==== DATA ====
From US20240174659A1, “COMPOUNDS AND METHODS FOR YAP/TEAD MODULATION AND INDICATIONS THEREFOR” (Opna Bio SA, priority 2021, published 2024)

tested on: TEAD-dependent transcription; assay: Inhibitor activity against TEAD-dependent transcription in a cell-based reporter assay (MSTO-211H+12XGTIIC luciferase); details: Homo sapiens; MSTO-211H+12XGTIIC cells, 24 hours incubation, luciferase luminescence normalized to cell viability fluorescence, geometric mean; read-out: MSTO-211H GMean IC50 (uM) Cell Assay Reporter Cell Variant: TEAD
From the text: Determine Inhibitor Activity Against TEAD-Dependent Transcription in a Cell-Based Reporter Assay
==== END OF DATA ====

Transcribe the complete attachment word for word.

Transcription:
From US20240174659A1, “COMPOUNDS AND METHODS FOR YAP/TEAD MODULATION AND INDICATIONS THEREFOR” (Opna Bio SA, priority 2021, published 2024)

tested on: TEAD-dependent transcription; assay: Inhibitor activity against TEAD-dependent transcription in a cell-based reporter assay (MSTO-211H+12XGTIIC luciferase); details: Homo sapiens; MSTO-211H+12XGTIIC cells, 24 hours incubation, luciferase luminescence normalized to cell viability fluorescence, geometric mean; read-out: MSTO-211H GMean IC50 (uM) Cell Assay Reporter Cell Variant: TEAD
From the text: Determine Inhibitor Activity Against TEAD-Dependent Transcription in a Cell-Based Reporter Assay